Clients ask me "What is dry rot?" a lot.
Presumably because they're not sure of the differences between wet and dry rot, and with timber forming large parts of our homes and the current trend towards kit homes and the popularity of timber frame homes in the 1980’s and 90’s they’re right to be concerned about rot to timbers (including wet rot as well as dry rot).
What is Dry Rot?
Dry rot is a fungus that grows in timbers once the timber reaches a certain moisture content. The general consensus is that timbers are prone to damage if the moisture content gets above 20% however dry rot, once established, can spread at moisture contents as low as 14-15%. Although it is generally accepted that for an outbreak to start the moisture content needs to be between 20-35% (wet rot generally requires timbers to have a moisture content of 40%).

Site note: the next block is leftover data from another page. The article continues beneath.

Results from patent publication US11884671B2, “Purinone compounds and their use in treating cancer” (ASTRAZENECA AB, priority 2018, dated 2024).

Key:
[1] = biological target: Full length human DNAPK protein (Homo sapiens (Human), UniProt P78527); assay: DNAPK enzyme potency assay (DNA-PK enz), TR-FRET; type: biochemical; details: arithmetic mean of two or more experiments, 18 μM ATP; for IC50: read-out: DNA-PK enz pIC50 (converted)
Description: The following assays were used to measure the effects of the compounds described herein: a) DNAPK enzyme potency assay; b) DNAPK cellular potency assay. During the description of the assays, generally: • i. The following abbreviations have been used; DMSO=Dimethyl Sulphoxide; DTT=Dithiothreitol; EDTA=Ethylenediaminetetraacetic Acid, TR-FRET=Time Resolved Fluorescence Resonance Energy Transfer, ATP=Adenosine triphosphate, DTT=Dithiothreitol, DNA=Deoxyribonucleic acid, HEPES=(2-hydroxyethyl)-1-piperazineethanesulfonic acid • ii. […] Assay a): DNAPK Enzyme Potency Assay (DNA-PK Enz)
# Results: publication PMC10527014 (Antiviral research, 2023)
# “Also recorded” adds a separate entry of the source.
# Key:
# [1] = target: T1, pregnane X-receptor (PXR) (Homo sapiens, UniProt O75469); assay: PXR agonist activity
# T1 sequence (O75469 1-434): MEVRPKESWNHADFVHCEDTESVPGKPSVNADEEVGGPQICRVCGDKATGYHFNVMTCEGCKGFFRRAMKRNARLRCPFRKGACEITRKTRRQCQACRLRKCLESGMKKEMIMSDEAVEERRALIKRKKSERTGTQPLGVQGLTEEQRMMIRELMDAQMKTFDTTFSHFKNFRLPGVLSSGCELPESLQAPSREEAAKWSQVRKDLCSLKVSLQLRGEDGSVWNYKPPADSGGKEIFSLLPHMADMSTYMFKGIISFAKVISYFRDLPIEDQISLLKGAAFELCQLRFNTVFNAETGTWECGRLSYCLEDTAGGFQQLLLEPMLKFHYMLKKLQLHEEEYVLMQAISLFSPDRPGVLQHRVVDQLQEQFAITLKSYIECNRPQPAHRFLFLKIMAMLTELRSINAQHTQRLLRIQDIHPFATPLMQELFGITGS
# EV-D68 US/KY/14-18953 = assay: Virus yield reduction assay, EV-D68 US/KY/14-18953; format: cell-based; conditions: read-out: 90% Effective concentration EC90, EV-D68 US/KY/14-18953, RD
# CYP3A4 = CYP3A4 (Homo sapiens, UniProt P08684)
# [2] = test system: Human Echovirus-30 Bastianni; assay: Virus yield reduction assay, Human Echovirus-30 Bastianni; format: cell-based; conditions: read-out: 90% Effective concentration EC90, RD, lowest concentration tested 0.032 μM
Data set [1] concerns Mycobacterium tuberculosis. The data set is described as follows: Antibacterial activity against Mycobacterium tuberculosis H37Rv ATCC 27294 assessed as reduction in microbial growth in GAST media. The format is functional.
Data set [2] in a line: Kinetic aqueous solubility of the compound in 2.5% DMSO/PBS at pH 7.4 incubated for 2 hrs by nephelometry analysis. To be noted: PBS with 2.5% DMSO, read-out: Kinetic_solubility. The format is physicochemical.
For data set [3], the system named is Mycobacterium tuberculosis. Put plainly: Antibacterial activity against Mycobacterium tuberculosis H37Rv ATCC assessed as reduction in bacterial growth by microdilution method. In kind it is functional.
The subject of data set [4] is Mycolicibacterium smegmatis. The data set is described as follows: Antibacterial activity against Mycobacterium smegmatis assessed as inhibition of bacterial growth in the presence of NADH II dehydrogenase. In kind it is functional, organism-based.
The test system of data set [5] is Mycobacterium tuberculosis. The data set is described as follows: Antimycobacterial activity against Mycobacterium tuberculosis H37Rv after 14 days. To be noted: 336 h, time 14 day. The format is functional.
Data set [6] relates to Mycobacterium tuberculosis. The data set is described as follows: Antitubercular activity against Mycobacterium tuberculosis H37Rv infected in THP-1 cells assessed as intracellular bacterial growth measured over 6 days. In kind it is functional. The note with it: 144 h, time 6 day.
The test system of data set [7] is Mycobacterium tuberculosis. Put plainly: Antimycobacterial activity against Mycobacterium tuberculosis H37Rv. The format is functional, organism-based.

Dry rot growth occurs between 0℃ - 26℃ with rapid growth occurring as low as 5℃ and it will die when exposed to temperatures of over 40℃ for even short periods.
The Mycelium (thin strands of hyphae that spread though timbers feeding on starch, sugars and moisture) typically reach beyond what visually appears to be affected timbers.
Dry rot can, on average, be expected to grow around 1meter per year but this will depend on local conditions within the property. If you imagine the roots of a tree spreading through the soil in you garden. Dry rot spreads in a similar way by sending out strands of hyphae into damp timbers.